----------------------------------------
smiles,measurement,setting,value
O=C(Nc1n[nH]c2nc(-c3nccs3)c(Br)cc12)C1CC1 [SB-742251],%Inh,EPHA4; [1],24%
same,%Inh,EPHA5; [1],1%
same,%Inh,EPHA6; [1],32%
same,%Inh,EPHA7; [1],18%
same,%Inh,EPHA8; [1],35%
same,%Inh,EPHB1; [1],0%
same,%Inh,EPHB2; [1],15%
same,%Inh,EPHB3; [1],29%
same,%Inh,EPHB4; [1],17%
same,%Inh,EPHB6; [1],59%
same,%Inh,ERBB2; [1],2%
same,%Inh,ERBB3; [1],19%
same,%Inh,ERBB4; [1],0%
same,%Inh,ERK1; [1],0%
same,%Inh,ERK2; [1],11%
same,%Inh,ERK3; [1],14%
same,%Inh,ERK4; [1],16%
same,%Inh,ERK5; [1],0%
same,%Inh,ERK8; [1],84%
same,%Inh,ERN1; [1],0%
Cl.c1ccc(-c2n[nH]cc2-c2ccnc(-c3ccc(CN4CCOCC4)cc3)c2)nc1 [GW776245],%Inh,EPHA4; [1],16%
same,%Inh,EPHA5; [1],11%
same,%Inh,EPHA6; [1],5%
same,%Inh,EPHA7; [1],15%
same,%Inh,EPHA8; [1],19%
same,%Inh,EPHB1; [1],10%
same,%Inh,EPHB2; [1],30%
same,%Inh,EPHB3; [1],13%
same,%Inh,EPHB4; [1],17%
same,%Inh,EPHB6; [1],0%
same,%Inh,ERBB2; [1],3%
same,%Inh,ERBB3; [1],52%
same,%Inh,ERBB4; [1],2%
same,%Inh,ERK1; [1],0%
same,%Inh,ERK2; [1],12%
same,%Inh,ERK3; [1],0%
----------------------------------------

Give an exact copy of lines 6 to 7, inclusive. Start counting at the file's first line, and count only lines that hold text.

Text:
same,%Inh,EPHA8; [1],35%
same,%Inh,EPHB1; [1],0%